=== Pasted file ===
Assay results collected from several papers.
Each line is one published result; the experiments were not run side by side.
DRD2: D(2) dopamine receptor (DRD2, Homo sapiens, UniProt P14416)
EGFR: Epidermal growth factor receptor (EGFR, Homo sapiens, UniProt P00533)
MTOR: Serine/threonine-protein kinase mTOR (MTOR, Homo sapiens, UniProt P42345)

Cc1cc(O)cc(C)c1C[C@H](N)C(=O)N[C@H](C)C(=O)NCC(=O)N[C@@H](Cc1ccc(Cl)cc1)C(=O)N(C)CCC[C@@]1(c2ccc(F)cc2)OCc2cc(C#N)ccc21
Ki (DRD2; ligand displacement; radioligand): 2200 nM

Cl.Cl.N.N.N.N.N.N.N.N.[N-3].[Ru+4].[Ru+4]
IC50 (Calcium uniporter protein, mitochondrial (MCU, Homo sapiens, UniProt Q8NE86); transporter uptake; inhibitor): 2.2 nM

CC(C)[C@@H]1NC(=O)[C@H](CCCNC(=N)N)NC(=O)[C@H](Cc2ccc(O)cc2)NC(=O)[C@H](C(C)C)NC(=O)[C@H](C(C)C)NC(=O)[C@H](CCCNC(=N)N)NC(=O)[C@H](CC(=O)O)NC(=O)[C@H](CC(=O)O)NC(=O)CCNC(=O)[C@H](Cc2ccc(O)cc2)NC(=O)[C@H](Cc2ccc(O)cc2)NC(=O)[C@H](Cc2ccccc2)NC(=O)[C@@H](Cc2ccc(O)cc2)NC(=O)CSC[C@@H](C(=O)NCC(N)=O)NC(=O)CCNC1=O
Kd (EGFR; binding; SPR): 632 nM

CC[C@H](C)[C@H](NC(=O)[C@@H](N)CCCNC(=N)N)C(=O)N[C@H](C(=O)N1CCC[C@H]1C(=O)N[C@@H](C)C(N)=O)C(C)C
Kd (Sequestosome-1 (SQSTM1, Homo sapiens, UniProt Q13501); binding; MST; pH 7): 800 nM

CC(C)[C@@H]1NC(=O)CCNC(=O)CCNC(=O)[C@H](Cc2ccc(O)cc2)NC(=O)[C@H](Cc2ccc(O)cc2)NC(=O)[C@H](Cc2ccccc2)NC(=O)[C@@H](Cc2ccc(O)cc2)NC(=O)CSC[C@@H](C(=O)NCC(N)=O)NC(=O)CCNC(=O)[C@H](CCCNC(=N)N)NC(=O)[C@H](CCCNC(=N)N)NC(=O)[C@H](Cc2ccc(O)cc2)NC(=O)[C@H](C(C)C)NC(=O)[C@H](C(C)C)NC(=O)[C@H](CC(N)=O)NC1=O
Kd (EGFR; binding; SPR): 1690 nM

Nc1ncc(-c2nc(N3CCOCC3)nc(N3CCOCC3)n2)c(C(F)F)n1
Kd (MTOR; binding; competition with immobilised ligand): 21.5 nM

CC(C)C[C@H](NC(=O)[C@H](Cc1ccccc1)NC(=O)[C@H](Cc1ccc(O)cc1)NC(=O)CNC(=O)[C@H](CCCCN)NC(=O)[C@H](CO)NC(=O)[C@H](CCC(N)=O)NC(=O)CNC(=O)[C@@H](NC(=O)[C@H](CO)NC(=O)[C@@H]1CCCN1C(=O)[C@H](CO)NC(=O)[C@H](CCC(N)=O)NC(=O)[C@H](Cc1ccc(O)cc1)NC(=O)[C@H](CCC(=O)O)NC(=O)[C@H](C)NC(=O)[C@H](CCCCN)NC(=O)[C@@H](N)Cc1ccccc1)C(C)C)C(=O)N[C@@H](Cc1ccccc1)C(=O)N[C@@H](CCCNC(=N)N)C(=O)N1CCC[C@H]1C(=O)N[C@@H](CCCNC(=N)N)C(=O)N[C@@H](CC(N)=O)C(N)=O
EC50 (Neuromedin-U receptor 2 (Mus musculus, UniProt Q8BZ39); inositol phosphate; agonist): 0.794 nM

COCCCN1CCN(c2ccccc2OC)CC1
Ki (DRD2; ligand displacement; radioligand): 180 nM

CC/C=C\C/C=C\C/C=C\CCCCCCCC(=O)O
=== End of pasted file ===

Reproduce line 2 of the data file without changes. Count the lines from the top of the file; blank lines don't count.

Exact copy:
Each line is one published result; the experiments were not run side by side.